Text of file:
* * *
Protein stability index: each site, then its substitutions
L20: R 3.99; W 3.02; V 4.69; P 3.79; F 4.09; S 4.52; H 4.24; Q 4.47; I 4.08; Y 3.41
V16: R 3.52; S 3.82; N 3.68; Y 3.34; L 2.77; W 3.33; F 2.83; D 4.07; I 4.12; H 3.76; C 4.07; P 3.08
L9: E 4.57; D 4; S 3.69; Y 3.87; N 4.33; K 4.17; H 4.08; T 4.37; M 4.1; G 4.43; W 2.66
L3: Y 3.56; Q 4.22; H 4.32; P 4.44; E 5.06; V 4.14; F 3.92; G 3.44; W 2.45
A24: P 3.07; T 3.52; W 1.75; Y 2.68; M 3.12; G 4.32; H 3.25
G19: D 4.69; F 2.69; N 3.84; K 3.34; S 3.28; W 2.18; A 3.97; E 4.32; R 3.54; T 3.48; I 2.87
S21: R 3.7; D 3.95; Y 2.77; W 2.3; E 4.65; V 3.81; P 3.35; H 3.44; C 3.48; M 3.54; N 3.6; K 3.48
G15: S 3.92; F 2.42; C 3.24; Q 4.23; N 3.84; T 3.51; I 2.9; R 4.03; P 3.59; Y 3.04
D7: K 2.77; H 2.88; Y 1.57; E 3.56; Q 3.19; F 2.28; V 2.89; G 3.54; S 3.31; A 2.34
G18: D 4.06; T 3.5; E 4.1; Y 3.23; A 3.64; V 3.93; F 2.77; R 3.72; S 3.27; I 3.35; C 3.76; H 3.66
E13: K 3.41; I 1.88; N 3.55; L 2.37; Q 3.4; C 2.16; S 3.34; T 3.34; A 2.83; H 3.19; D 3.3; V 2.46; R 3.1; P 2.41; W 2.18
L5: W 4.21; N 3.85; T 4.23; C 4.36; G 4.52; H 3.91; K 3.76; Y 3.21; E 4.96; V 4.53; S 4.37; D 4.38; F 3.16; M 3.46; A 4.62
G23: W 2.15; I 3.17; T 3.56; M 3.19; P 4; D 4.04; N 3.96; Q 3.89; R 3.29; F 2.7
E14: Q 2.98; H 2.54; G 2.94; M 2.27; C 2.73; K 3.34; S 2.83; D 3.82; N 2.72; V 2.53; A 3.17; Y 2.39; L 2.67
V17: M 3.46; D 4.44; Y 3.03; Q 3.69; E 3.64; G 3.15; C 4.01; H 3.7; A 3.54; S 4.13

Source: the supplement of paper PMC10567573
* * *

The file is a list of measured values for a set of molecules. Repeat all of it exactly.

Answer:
Protein stability index: each site, then its substitutions
L20: R 3.99; W 3.02; V 4.69; P 3.79; F 4.09; S 4.52; H 4.24; Q 4.47; I 4.08; Y 3.41
V16: R 3.52; S 3.82; N 3.68; Y 3.34; L 2.77; W 3.33; F 2.83; D 4.07; I 4.12; H 3.76; C 4.07; P 3.08
L9: E 4.57; D 4; S 3.69; Y 3.87; N 4.33; K 4.17; H 4.08; T 4.37; M 4.1; G 4.43; W 2.66
L3: Y 3.56; Q 4.22; H 4.32; P 4.44; E 5.06; V 4.14; F 3.92; G 3.44; W 2.45
A24: P 3.07; T 3.52; W 1.75; Y 2.68; M 3.12; G 4.32; H 3.25
G19: D 4.69; F 2.69; N 3.84; K 3.34; S 3.28; W 2.18; A 3.97; E 4.32; R 3.54; T 3.48; I 2.87
S21: R 3.7; D 3.95; Y 2.77; W 2.3; E 4.65; V 3.81; P 3.35; H 3.44; C 3.48; M 3.54; N 3.6; K 3.48
G15: S 3.92; F 2.42; C 3.24; Q 4.23; N 3.84; T 3.51; I 2.9; R 4.03; P 3.59; Y 3.04
D7: K 2.77; H 2.88; Y 1.57; E 3.56; Q 3.19; F 2.28; V 2.89; G 3.54; S 3.31; A 2.34
G18: D 4.06; T 3.5; E 4.1; Y 3.23; A 3.64; V 3.93; F 2.77; R 3.72; S 3.27; I 3.35; C 3.76; H 3.66
E13: K 3.41; I 1.88; N 3.55; L 2.37; Q 3.4; C 2.16; S 3.34; T 3.34; A 2.83; H 3.19; D 3.3; V 2.46; R 3.1; P 2.41; W 2.18
L5: W 4.21; N 3.85; T 4.23; C 4.36; G 4.52; H 3.91; K 3.76; Y 3.21; E 4.96; V 4.53; S 4.37; D 4.38; F 3.16; M 3.46; A 4.62
G23: W 2.15; I 3.17; T 3.56; M 3.19; P 4; D 4.04; N 3.96; Q 3.89; R 3.29; F 2.7
E14: Q 2.98; H 2.54; G 2.94; M 2.27; C 2.73; K 3.34; S 2.83; D 3.82; N 2.72; V 2.53; A 3.17; Y 2.39; L 2.67
V17: M 3.46; D 4.44; Y 3.03; Q 3.69; E 3.64; G 3.15; C 4.01; H 3.7; A 3.54; S 4.13

Source: the supplement of paper PMC10567573